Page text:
World No 1 Novak Djokovic was dumped out of the Rio Games in the first round on Sunday by Argentina's Juan Martin del Potro, a shock result that reduced the Serb to tears as he left the court.
Djokovic, who won this year's Australian and French Open titles, was the favourite to add Olympic gold to his 12 Grand Slam titles, and Del Potro was as surprised as anyone to see the Serb go out.
"I didn't expect to beat Novak tonight," said del Potro, who has been battling a wrist injury for much of the season.
"But I played an amazing match, my forehand worked great."
Del Potro used his lethal forehand to stun the Serb with a powerful display to win 7-6(4), 7-6(2) in the biggest upset of the tennis tournament.
Earlier in the day, del Potro briefly got stuck in a malfunctioning lift but his luck improved against Djokovic, whom he also defeated in the bronze medal match at the London Games.
Del Potro has fallen outside the top 100 in the world rankings but showed flashes of the hard-hitting brilliance that helped him win the US Open in 2009.
Nadal makes winning return
Spain's Rafael Nadal made a winning return to competition on Sunday at the Rio Games but the former Olympic champion conceded he was not fully fit after being sidelined over two months with a wrist injury.
Third seed Nadal was pumped up for his return and easily overpowered world number 43 Federico Delbonis of Argentina 6-2, 6-1 in the first round but the 14-time Grand Slam winner admitted he was not at his best.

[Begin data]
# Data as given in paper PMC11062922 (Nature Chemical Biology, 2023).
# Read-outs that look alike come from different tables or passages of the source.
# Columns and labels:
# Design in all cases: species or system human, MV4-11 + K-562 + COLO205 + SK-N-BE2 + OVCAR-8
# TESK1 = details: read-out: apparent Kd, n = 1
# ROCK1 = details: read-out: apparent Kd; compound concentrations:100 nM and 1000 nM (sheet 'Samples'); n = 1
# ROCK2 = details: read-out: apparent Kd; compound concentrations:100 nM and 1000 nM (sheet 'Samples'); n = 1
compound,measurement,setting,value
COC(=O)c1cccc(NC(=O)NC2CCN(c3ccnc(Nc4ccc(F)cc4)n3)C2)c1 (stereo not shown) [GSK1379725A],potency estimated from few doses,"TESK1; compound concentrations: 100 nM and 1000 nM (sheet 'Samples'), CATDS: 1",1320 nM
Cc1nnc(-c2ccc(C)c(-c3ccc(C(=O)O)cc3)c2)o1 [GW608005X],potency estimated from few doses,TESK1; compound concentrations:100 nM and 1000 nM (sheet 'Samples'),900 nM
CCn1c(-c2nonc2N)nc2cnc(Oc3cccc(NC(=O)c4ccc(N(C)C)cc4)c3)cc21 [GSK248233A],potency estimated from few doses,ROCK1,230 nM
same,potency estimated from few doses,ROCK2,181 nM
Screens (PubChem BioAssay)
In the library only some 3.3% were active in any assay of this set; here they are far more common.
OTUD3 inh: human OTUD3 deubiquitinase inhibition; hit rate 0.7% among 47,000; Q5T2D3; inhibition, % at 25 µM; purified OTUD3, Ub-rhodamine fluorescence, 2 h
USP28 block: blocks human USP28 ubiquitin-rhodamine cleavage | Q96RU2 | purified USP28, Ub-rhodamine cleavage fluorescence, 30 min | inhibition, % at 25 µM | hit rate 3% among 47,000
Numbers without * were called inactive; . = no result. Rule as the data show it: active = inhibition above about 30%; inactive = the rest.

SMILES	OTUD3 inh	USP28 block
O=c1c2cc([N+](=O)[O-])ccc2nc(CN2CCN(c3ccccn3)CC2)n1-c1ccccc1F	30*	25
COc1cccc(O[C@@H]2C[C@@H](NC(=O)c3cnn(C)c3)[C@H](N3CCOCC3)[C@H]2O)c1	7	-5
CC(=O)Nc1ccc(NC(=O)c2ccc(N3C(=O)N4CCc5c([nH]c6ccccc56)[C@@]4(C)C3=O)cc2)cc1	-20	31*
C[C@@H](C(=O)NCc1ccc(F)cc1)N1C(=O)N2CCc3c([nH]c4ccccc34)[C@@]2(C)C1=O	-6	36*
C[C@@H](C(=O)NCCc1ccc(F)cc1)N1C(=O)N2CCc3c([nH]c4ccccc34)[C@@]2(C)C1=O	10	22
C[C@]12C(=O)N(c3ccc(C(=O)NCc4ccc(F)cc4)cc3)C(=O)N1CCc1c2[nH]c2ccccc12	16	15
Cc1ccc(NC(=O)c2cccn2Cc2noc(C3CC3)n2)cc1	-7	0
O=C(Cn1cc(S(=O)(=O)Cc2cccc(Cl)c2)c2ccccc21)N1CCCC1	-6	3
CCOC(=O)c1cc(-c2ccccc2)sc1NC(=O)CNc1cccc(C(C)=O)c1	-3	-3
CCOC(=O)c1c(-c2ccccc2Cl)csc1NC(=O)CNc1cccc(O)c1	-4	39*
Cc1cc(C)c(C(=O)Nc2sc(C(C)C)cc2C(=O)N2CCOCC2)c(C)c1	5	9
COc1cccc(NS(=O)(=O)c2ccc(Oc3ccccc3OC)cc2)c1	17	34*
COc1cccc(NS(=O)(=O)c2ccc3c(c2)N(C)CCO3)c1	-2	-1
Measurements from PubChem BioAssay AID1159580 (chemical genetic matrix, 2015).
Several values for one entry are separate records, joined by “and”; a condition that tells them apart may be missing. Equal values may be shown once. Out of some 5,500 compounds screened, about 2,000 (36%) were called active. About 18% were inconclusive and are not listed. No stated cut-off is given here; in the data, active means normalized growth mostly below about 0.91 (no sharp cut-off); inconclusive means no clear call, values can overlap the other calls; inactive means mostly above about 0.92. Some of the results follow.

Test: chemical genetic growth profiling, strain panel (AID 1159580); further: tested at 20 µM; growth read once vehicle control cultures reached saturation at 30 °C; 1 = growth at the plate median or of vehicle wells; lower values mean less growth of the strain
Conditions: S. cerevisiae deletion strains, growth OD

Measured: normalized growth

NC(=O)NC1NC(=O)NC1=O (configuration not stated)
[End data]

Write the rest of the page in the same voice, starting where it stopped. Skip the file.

"The wrist needs little bit more time to be 100 per cent recovered," said Nadal, who withdrew from the French Open in May with a wrist injury and then missed Wimbledon. "If there is not Olympic Games here I would not be here competing."
Nadal, the 2008 gold medalist who only confirmed his Rio participation last week, was supported throughout the one-sided match by a rowdy Brazilian crowd.
The 30-year-old Spaniard, who missed a chance to defend his Olympic title with a knee injury, said the pain of missing the 2012 London Games drove him to return to competition sooner than expected.
"It was tough for me to not compete in London, it was one of the toughest decisions in my career. I was close to not being here," said Nadal, who was Spain's flag bearer during Friday's opening ceremony.
"The feeling holding the Spanish flag is something that will stay in my mind for the rest of my life. It was an unforgettable thing for me."